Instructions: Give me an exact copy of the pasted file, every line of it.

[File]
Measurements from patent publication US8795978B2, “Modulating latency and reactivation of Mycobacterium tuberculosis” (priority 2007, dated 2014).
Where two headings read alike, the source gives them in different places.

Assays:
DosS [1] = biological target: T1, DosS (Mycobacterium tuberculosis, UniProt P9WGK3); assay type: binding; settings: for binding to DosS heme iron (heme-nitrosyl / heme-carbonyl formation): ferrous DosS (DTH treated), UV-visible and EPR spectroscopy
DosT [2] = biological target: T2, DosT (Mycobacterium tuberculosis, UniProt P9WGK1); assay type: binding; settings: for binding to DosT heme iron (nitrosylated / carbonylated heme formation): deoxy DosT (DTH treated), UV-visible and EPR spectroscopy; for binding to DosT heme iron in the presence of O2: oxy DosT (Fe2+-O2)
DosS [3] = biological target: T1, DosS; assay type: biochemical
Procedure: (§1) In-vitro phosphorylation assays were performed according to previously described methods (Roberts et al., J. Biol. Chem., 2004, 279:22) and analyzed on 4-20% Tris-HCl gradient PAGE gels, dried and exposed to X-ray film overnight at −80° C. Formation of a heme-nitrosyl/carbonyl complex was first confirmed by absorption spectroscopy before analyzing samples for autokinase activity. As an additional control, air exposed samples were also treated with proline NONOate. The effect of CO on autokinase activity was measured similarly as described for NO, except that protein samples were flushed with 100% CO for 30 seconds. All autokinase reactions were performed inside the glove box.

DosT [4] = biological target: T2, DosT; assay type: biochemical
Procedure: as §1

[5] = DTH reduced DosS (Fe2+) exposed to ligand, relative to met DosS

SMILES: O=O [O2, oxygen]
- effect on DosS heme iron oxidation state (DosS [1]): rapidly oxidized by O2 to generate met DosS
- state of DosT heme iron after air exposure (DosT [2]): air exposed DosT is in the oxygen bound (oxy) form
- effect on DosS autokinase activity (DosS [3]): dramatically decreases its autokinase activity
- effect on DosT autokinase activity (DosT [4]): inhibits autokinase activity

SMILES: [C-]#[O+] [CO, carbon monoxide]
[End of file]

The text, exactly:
Measurements from patent publication US8795978B2, “Modulating latency and reactivation of Mycobacterium tuberculosis” (priority 2007, dated 2014).
Where two headings read alike, the source gives them in different places.

Assays:
DosS [1] = biological target: T1, DosS (Mycobacterium tuberculosis, UniProt P9WGK3); assay type: binding; settings: for binding to DosS heme iron (heme-nitrosyl / heme-carbonyl formation): ferrous DosS (DTH treated), UV-visible and EPR spectroscopy
DosT [2] = biological target: T2, DosT (Mycobacterium tuberculosis, UniProt P9WGK1); assay type: binding; settings: for binding to DosT heme iron (nitrosylated / carbonylated heme formation): deoxy DosT (DTH treated), UV-visible and EPR spectroscopy; for binding to DosT heme iron in the presence of O2: oxy DosT (Fe2+-O2)
DosS [3] = biological target: T1, DosS; assay type: biochemical
Procedure: (§1) In-vitro phosphorylation assays were performed according to previously described methods (Roberts et al., J. Biol. Chem., 2004, 279:22) and analyzed on 4-20% Tris-HCl gradient PAGE gels, dried and exposed to X-ray film overnight at −80° C. Formation of a heme-nitrosyl/carbonyl complex was first confirmed by absorption spectroscopy before analyzing samples for autokinase activity. As an additional control, air exposed samples were also treated with proline NONOate. The effect of CO on autokinase activity was measured similarly as described for NO, except that protein samples were flushed with 100% CO for 30 seconds. All autokinase reactions were performed inside the glove box.

DosT [4] = biological target: T2, DosT; assay type: biochemical
Procedure: as §1

[5] = DTH reduced DosS (Fe2+) exposed to ligand, relative to met DosS

SMILES: O=O [O2, oxygen]
- effect on DosS heme iron oxidation state (DosS [1]): rapidly oxidized by O2 to generate met DosS
- state of DosT heme iron after air exposure (DosT [2]): air exposed DosT is in the oxygen bound (oxy) form
- effect on DosS autokinase activity (DosS [3]): dramatically decreases its autokinase activity
- effect on DosT autokinase activity (DosT [4]): inhibits autokinase activity

SMILES: [C-]#[O+] [CO, carbon monoxide]